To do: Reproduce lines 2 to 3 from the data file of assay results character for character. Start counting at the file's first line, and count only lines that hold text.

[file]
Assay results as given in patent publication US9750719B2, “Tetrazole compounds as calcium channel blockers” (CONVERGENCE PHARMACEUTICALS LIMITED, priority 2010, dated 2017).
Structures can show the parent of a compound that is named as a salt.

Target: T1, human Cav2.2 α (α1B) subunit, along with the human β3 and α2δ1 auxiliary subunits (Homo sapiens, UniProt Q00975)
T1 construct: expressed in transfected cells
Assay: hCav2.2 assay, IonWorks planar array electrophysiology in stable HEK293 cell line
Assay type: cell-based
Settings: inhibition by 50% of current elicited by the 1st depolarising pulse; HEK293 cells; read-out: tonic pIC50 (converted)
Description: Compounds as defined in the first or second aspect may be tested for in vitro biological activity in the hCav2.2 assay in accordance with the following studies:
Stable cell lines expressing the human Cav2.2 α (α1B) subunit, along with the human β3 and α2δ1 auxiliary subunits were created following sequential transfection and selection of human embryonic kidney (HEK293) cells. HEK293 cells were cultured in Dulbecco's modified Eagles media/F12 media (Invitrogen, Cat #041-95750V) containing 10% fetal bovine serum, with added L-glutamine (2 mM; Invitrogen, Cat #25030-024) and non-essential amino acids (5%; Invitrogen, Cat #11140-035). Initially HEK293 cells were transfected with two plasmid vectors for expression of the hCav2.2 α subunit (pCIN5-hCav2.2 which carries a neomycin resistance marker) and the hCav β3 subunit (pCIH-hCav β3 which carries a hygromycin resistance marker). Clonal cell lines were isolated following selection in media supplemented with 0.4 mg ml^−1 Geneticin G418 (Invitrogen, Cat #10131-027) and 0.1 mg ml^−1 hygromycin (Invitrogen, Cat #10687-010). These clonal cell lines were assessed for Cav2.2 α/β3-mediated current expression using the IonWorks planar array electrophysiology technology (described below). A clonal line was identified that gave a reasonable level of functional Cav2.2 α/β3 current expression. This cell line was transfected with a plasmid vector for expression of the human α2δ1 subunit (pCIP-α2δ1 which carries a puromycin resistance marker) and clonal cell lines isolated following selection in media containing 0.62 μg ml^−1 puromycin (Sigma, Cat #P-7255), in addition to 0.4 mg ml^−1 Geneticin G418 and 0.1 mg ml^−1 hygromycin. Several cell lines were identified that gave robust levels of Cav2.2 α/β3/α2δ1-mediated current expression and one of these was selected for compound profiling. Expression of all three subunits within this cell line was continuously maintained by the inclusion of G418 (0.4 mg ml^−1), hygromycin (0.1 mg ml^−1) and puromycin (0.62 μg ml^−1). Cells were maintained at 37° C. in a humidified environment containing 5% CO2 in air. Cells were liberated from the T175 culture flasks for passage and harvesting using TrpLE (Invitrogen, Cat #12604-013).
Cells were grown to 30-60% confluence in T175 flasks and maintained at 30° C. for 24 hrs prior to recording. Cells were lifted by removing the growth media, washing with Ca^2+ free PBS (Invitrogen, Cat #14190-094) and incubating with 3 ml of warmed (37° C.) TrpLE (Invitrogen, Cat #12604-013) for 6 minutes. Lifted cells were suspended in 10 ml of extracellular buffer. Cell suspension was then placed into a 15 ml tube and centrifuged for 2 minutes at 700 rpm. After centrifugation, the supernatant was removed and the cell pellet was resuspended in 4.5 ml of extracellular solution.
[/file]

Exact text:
Structures can show the parent of a compound that is named as a salt.

Target: T1, human Cav2.2 α (α1B) subunit, along with the human β3 and α2δ1 auxiliary subunits (Homo sapiens, UniProt Q00975)